On the Bench.   Your bench should be a safe place – it should not hold any of the negativity that happens on the track.  Once you get there, unplug, hydrate (you should try not to feel thirsty at any point in the game) and reset.  You cannot do anything for the skaters on the track, so let them do their thing, and take that time to get where you need to be.  Treat each new jam as a fresh start and come in with fresh eyes, fresh energy, and a freshly bonded line.  Captains – be the calm you want to see in your team.  If you are freaking out, your team will follow.  There are times to pump your team up, for sure, but there are rarely times for you to be visibly angry or upset.  Also, captains and bench coaches – pay attention to the climate on the bench and keep it where you want it.  We have all seen games where folks don’t get played as often as they think they should.  Have a team culture with an open policy for discussing this outside of game time.  The only reason a player will feel bad about their amount of play is if they didn’t see it coming, make sure they know what will be expected of them coming in.  The bench is no place for complaints or in-fighting.  If you’ve talked about it first, it won’t be an issue when it happens.  If you are a team that advocates equal play time and someone is sitting a lot, make sure that the players know that they should be communicating this with the bench staff.  Again, if we talk about it , we all feel better.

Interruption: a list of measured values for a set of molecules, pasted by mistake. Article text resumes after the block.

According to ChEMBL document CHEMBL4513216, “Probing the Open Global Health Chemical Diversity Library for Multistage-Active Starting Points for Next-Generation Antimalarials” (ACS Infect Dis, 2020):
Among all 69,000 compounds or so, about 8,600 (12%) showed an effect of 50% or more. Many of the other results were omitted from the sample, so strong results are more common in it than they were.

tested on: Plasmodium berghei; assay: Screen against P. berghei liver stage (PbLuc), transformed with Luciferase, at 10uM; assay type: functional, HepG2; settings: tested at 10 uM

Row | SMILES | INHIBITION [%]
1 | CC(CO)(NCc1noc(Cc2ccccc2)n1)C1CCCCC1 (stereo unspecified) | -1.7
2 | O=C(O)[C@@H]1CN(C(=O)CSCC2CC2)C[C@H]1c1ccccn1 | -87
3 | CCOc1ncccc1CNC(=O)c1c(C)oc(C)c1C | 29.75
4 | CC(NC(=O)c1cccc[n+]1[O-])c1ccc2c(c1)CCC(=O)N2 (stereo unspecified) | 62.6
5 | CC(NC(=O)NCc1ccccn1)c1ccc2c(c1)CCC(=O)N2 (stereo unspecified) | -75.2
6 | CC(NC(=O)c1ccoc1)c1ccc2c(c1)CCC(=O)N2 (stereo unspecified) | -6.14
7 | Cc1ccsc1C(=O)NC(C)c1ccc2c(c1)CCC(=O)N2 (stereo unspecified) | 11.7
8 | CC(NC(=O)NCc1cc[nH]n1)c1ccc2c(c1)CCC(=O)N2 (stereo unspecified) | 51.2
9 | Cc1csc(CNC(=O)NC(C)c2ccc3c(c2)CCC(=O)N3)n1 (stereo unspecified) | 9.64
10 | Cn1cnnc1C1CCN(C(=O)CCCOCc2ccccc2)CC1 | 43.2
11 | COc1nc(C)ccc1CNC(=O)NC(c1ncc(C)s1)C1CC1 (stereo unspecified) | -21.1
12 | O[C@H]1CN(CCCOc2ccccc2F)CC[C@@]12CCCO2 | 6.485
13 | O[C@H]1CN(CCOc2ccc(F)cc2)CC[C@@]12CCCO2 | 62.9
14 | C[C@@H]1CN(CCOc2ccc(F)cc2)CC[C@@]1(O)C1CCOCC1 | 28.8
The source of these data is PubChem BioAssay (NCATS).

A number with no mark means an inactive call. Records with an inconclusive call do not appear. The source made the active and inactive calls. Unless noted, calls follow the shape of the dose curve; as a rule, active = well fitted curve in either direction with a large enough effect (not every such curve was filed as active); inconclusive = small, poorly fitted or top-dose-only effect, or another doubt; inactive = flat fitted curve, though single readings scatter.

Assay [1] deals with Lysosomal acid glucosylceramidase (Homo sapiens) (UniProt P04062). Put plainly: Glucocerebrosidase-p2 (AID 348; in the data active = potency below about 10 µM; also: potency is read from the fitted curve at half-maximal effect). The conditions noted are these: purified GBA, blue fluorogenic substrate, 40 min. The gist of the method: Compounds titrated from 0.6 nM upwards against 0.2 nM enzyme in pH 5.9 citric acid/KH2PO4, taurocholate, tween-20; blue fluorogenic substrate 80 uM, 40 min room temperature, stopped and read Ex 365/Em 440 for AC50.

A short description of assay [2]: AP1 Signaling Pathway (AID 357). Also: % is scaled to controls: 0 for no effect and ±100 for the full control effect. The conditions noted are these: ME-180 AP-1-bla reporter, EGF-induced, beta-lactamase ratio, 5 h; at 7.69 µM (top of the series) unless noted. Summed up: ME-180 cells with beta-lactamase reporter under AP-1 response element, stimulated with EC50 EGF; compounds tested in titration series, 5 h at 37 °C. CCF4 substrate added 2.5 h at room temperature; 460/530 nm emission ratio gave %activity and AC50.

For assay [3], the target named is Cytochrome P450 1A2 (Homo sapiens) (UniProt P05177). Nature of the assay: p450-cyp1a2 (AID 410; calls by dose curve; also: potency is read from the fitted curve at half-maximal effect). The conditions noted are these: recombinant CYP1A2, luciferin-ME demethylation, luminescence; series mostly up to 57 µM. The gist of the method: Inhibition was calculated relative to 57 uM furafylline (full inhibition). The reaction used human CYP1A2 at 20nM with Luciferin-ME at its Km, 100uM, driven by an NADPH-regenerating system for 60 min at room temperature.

On the Track.  Bonnie D. said it perfectly “Sharks don’t look excited about lunch”.  No one should be able to change your game face – keep yourself cool, calm, and focused.  If you feel yourself panicking on the inside, breathe, touch a teammate and focus on your form.  You’ll be back where you need to be in no time.  Keep in mind that it’s not about winning or losing, it’s about performing at your best, each and every time. 

Halftime.  Go to your dressing room, restate your goals, talk about what you need to do to achieve them, hydrate, and get back out skating as quickly as possible.  A long non-skating break will cool you down – try to stay warm, engaged, and together with your teammates.

In the Box.  If you are in the box, the jam is still your jam.  Your only response should be “how quickly can I get to the box?”.  Give yourself a boring running commentary of the action so that you stay plugged in, but not emotionally charged.  The minute in the box is your punishment, don’t keep punishing yourself for being sent there, it does no good to keep beating yourself up.  Don’t be sad, don’t be angry – be a shark.

On that note, When Something Effed Up Happens.  Things happen in roller derby that we can’t control.  We all have bad games, bad jams and bad plays.  When it happens (and it will happen), don’t indulge yourself and become overly emotional.  That takes your energy away from the task at hand.  When you are back at your bench, unplug and reset.  Bonnie had a great tip – If you start beating yourself up, you are abusing a member of the team and that is not good for the team.  So, when you start to feel bad about yourself, and start engaging in negative self-talk, ask yourself “would I say this to my teammate?”.  If the answer is no, don’t say it to yourself.